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Sentence — Modification — New Factor: Parole Policy

State v. Wayne Delaney, 2006 WI App 37
Pro se

Issue/Holding: Governor Thompson’s 1994 letter to the DOC exhorting pursuit of all available remedies to block release of (pre-TIS) violent offenders reaching their mandatory release date is not a new factor:

¶9        The existence of a new factor must be shown by clear and convincing evidence. Franklin, 148 Wis.  2d at 8-9. “In order for a change in parole policy to constitute a new factor, parole policy must have been a relevant factor in the original sentencing. It is not a relevant factor unless the court expressly relies on parole eligibility.” Id. at 15.

¶12      … The June 10, 1994 sentencing transcript reveals that Judge Flynn neither expressly relied on nor discussed parole policy. Nor did the judge address the April 28, 1994 Thompson letter, the parole board’s policy generally, or Delaney’s prospects for parole in particular. …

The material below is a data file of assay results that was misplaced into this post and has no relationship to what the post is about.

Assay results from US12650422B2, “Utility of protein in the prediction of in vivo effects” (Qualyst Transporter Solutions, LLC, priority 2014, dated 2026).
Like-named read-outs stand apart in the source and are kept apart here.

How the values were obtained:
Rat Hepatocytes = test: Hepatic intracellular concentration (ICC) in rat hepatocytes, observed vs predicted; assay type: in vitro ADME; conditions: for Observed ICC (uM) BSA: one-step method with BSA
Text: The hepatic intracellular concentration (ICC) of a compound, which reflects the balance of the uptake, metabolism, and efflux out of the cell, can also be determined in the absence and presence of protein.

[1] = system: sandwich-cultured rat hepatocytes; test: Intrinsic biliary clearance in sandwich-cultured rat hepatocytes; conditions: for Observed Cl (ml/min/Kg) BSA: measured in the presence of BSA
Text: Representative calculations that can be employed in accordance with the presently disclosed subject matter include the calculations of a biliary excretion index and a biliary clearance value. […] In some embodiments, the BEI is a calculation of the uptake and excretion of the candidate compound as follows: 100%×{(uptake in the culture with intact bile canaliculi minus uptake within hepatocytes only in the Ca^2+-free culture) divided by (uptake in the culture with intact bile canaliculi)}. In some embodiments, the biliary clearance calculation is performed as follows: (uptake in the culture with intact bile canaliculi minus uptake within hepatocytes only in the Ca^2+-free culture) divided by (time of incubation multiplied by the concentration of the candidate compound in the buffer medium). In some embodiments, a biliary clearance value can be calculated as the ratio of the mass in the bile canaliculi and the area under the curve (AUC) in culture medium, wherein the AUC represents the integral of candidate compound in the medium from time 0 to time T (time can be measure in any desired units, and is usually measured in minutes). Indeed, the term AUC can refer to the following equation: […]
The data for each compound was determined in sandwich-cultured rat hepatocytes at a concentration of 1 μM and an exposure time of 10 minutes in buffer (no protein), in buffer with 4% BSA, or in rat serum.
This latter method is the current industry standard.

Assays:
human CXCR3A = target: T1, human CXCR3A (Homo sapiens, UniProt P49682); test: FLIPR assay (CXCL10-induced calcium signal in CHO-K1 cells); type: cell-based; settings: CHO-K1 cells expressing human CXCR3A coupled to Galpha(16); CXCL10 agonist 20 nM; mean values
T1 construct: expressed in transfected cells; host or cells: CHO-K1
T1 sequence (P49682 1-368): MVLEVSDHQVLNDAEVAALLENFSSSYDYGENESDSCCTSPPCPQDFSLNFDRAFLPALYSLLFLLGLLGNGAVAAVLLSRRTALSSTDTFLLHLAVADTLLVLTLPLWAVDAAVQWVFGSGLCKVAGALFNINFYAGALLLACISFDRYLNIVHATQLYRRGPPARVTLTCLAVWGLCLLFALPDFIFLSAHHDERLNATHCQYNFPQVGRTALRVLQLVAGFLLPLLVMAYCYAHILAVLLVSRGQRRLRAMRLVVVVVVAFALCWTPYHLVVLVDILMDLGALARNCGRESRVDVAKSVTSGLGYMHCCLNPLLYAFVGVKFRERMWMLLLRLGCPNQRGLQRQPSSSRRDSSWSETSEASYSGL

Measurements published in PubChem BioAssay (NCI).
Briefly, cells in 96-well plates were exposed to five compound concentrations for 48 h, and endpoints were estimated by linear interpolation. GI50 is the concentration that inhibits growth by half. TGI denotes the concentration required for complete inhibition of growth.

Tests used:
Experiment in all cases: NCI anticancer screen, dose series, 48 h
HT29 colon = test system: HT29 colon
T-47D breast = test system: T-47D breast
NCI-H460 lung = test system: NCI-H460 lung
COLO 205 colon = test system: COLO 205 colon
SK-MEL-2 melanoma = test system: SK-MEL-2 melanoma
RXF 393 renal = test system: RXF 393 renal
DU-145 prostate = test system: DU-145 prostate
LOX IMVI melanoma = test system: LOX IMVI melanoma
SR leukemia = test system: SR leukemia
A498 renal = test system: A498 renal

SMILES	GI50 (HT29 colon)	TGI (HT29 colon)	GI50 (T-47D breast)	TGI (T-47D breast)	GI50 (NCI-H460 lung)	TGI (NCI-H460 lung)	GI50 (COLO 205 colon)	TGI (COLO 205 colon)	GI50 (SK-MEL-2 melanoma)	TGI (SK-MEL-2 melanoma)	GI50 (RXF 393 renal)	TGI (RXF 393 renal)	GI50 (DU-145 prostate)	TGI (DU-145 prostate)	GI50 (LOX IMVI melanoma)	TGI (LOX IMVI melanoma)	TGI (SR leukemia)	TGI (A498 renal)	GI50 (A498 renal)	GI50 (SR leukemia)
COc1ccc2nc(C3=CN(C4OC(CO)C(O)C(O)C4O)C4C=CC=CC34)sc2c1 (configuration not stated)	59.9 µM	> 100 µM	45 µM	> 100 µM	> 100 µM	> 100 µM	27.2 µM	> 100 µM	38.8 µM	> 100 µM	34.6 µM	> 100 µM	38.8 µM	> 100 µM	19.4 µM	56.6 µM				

¶13      … Judge Flynn in no way suggested that Delaney would be paroled after serving only one-fourth of the time. To the contrary, the record demonstrates a sentence carefully fashioned after an express consideration of the relevant factors, and Delaney’s parole eligibility was not one of those factors.

¶16      Delaney also fails to show what impact the Thompson letter might have had on his discretionary parole eligibility. The letter refers only to Wisconsin’s mandatory release law, not parole eligibility. … Until 2014, Delaney will be eligible only for discretionary parole review. The Thompson letter thus does not apply to his situation.

¶21      In summary, Delaney has failed to establish that the Thompson letter was a new factor. The letter had nothing to do with parole and, even if we were to assume that it did, the prospect of parole played no demonstrated role in Judge Flynn’s sentencing of Delaney. As such, Judge Ptacek correctly rejected Delaney’s argument for sentence modification under the law of new factors.

 

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